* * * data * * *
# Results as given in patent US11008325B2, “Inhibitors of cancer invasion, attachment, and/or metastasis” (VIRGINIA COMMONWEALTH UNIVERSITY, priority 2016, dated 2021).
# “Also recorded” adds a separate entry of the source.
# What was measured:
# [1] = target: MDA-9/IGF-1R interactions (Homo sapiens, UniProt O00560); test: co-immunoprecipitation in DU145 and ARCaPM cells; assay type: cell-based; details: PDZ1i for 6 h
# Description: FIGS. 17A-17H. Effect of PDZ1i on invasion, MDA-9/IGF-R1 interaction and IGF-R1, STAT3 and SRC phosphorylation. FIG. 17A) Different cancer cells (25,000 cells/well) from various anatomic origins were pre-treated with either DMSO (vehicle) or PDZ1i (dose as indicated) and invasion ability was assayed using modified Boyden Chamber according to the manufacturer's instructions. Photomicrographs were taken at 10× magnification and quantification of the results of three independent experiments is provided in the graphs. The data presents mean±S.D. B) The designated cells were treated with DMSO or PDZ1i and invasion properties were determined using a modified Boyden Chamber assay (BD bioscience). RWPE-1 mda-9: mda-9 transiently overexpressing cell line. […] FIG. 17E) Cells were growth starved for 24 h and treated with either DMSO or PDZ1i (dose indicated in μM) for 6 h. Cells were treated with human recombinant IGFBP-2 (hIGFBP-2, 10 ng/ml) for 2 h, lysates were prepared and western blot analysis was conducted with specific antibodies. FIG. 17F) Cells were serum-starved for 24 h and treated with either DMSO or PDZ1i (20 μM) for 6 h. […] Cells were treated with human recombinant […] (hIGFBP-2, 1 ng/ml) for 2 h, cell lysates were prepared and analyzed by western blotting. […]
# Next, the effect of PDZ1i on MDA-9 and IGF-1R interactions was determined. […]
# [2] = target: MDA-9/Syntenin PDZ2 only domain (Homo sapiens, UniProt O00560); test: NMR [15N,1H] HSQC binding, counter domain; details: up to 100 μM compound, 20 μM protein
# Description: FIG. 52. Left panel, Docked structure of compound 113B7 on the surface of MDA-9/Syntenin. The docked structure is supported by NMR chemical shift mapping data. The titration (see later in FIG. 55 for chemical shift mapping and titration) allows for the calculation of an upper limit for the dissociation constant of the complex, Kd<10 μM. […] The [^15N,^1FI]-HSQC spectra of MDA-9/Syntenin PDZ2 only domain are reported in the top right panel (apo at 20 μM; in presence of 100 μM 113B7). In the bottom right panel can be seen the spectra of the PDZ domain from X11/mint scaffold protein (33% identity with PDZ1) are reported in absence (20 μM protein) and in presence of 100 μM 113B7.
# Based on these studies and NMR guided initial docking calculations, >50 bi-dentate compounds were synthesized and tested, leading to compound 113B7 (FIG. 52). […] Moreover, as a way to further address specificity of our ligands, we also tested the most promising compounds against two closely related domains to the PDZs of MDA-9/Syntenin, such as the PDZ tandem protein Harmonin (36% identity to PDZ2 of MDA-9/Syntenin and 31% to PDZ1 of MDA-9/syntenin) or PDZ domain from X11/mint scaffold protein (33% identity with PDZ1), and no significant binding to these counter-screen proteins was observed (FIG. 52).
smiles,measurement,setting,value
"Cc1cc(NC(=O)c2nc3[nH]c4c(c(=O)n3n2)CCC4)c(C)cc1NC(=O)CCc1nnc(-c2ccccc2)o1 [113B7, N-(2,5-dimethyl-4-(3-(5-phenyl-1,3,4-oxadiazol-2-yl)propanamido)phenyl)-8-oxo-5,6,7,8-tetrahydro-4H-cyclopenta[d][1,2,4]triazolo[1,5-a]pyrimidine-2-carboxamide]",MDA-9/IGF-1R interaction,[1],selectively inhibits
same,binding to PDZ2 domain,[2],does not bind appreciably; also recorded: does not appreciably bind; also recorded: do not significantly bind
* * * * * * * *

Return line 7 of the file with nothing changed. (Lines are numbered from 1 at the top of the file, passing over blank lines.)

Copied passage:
# [2] = target: MDA-9/Syntenin PDZ2 only domain (Homo sapiens, UniProt O00560); test: NMR [15N,1H] HSQC binding, counter domain; details: up to 100 μM compound, 20 μM protein